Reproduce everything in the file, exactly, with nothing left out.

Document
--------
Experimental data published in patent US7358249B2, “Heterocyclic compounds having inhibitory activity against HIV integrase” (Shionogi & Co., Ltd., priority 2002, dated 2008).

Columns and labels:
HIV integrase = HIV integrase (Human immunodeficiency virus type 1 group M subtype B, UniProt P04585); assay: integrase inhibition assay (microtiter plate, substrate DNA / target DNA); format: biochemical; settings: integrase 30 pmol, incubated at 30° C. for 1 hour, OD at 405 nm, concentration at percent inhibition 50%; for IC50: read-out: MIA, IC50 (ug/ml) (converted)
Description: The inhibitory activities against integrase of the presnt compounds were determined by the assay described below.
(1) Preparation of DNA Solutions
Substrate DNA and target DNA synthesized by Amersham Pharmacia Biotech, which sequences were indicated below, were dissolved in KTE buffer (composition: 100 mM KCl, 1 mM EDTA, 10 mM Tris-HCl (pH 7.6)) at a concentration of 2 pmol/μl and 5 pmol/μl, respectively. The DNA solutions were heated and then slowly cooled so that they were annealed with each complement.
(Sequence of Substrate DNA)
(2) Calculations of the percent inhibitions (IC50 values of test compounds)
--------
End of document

Experimental data published in patent US7358249B2, “Heterocyclic compounds having inhibitory activity against HIV integrase” (Shionogi & Co., Ltd., priority 2002, dated 2008).

Columns and labels:
HIV integrase = HIV integrase (Human immunodeficiency virus type 1 group M subtype B, UniProt P04585); assay: integrase inhibition assay (microtiter plate, substrate DNA / target DNA); format: biochemical; settings: integrase 30 pmol, incubated at 30° C. for 1 hour, OD at 405 nm, concentration at percent inhibition 50%; for IC50: read-out: MIA, IC50 (ug/ml) (converted)
Description: The inhibitory activities against integrase of the presnt compounds were determined by the assay described below.
(1) Preparation of DNA Solutions
Substrate DNA and target DNA synthesized by Amersham Pharmacia Biotech, which sequences were indicated below, were dissolved in KTE buffer (composition: 100 mM KCl, 1 mM EDTA, 10 mM Tris-HCl (pH 7.6)) at a concentration of 2 pmol/μl and 5 pmol/μl, respectively. The DNA solutions were heated and then slowly cooled so that they were annealed with each complement.
(Sequence of Substrate DNA)
(2) Calculations of the percent inhibitions (IC50 values of test compounds)